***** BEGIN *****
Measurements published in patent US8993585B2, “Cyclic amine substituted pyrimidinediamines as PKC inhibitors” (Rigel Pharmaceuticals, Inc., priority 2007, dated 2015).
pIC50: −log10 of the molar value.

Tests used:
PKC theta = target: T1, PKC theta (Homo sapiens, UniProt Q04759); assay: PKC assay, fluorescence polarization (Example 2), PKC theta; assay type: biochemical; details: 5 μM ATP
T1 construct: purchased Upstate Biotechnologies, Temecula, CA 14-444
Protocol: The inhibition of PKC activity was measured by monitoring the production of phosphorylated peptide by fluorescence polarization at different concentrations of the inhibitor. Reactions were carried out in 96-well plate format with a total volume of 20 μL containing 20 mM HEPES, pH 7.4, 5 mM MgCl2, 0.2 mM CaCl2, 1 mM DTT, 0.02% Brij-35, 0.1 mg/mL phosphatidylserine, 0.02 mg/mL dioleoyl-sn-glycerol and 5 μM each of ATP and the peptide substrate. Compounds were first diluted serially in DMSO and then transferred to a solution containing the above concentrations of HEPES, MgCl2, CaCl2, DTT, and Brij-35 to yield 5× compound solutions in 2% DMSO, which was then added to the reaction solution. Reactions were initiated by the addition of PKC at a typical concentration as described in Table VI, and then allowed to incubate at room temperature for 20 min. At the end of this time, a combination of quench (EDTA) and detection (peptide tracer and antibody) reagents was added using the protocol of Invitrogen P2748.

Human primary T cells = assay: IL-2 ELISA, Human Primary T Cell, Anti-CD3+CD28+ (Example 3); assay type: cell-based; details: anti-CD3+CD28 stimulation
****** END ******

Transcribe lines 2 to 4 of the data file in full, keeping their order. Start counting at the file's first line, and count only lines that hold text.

pIC50: −log10 of the molar value.

Tests used:
PKC theta = target: T1, PKC theta (Homo sapiens, UniProt Q04759); assay: PKC assay, fluorescence polarization (Example 2), PKC theta; assay type: biochemical; details: 5 μM ATP